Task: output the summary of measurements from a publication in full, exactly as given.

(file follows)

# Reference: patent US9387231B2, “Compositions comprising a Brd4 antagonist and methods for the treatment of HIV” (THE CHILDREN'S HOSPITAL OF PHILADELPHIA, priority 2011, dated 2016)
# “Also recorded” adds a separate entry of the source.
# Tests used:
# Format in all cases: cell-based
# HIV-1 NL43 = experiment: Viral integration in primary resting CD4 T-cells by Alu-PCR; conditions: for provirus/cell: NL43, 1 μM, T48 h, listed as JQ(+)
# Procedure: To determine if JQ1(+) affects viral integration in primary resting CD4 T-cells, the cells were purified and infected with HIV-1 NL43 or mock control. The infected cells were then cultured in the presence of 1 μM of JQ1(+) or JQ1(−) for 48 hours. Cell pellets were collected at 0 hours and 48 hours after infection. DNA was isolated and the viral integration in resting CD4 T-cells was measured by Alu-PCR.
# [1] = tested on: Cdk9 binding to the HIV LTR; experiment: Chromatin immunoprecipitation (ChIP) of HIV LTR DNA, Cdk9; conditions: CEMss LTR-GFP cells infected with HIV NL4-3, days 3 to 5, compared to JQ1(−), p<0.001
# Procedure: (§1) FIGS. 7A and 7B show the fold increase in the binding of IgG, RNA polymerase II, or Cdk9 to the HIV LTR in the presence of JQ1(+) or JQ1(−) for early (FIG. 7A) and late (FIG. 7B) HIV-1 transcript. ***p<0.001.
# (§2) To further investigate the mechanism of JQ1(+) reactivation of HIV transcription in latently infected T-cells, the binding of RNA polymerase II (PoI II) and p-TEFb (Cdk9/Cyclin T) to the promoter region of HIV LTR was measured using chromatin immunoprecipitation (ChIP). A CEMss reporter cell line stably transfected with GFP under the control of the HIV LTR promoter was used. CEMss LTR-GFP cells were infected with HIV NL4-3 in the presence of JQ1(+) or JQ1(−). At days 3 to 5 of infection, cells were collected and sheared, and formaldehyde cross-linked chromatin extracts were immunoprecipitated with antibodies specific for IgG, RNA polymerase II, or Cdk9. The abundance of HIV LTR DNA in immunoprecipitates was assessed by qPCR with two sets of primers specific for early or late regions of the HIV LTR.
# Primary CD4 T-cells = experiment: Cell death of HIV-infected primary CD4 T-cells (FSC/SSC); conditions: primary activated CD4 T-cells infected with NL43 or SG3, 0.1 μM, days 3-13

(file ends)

# Reference: patent US9387231B2, “Compositions comprising a Brd4 antagonist and methods for the treatment of HIV” (THE CHILDREN'S HOSPITAL OF PHILADELPHIA, priority 2011, dated 2016)
# “Also recorded” adds a separate entry of the source.
# Tests used:
# Format in all cases: cell-based
# HIV-1 NL43 = experiment: Viral integration in primary resting CD4 T-cells by Alu-PCR; conditions: for provirus/cell: NL43, 1 μM, T48 h, listed as JQ(+)
# Procedure: To determine if JQ1(+) affects viral integration in primary resting CD4 T-cells, the cells were purified and infected with HIV-1 NL43 or mock control. The infected cells were then cultured in the presence of 1 μM of JQ1(+) or JQ1(−) for 48 hours. Cell pellets were collected at 0 hours and 48 hours after infection. DNA was isolated and the viral integration in resting CD4 T-cells was measured by Alu-PCR.
# [1] = tested on: Cdk9 binding to the HIV LTR; experiment: Chromatin immunoprecipitation (ChIP) of HIV LTR DNA, Cdk9; conditions: CEMss LTR-GFP cells infected with HIV NL4-3, days 3 to 5, compared to JQ1(−), p<0.001
# Procedure: (§1) FIGS. 7A and 7B show the fold increase in the binding of IgG, RNA polymerase II, or Cdk9 to the HIV LTR in the presence of JQ1(+) or JQ1(−) for early (FIG. 7A) and late (FIG. 7B) HIV-1 transcript. ***p<0.001.
# (§2) To further investigate the mechanism of JQ1(+) reactivation of HIV transcription in latently infected T-cells, the binding of RNA polymerase II (PoI II) and p-TEFb (Cdk9/Cyclin T) to the promoter region of HIV LTR was measured using chromatin immunoprecipitation (ChIP). A CEMss reporter cell line stably transfected with GFP under the control of the HIV LTR promoter was used. CEMss LTR-GFP cells were infected with HIV NL4-3 in the presence of JQ1(+) or JQ1(−). At days 3 to 5 of infection, cells were collected and sheared, and formaldehyde cross-linked chromatin extracts were immunoprecipitated with antibodies specific for IgG, RNA polymerase II, or Cdk9. The abundance of HIV LTR DNA in immunoprecipitates was assessed by qPCR with two sets of primers specific for early or late regions of the HIV LTR.
# Primary CD4 T-cells = experiment: Cell death of HIV-infected primary CD4 T-cells (FSC/SSC); conditions: primary activated CD4 T-cells infected with NL43 or SG3, 0.1 μM, days 3-13